Plan to scrap no-detention policy a step backward, say parents | mumbai | Hindustan Times
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Plan to scrap no-detention policy a step backward, say parents

mumbai Updated: Dec 03, 2014 17:47 IST

While the Central Advisory Board of Education (CABE) has asked the government to review the ‘no-detention’ policy, parents and students are against the scrapping of the policy as it would bring back exam-related pressure on students.

Parents Teachers Associations (PTAs) are also planning to write to the state government asking them to monitor the implementation of the policy rather than scrap it.

The no-detention policy mandating automatic promotions till Class 8 was implemented as part of the Right to Education Act, 2009. It was put in place in 2010, to make sure students do not take any drastic steps under pressure.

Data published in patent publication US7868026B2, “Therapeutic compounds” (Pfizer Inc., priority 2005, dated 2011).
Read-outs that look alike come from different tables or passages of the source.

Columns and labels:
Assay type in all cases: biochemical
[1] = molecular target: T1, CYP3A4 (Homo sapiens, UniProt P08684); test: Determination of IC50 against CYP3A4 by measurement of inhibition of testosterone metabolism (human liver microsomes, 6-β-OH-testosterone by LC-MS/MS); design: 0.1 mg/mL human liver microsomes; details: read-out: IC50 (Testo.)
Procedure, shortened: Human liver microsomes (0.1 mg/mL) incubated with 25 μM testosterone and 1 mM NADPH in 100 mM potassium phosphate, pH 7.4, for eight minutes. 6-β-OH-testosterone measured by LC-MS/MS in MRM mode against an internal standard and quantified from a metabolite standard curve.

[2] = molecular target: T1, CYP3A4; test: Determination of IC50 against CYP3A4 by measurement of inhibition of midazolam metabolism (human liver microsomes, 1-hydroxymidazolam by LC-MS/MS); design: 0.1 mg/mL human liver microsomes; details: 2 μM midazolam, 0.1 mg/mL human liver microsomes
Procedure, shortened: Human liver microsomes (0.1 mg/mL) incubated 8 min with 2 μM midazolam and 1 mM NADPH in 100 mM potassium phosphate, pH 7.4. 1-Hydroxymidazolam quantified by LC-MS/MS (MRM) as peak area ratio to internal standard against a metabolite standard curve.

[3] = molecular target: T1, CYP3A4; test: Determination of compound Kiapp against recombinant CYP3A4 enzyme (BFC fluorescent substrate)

Parents said that scrapping the policy might once again trigger pressure on students and also increase the number of drop-outs. “This is a step backward. Not failing students actually helps reduce the dropout rate among children,” said Debi Guha, whose daughter studies in Class 7.

Educationists hold teachers responsible for the policy back-firing. “Many teachers are simply pushing students to higher classes without holding any retests till they achieve the basic marks,” said Arundhati Chavan, president of the PTA United Forum.

She said that scrapping the policy would be a dangerous move, as schools might misuse it to achieve 100% results in board exams. “As they used to do in the past, schools will just fail weak students and not bother to work on them,” she said.

On the other hand, some students were in favour of scrapping the policy, as it might prepare students to study hard from their early years. “In Class 9 or Class 10, students feel the actual pressure of studying. Students will put in more effort from the beginning if the government changes the rule,” said Sanjana Poddar, a Class 8 student of Lilavatibai Podar Senior Secondary School, Santacruz.

Ruhi Jain, a Class 9 student of Bombay Scottish School, Powai, said, “Students in primary classes do not understand the importance of studies. If the rule is scrapped, then they will understand the pressure of studying from an early age, which will help them later.”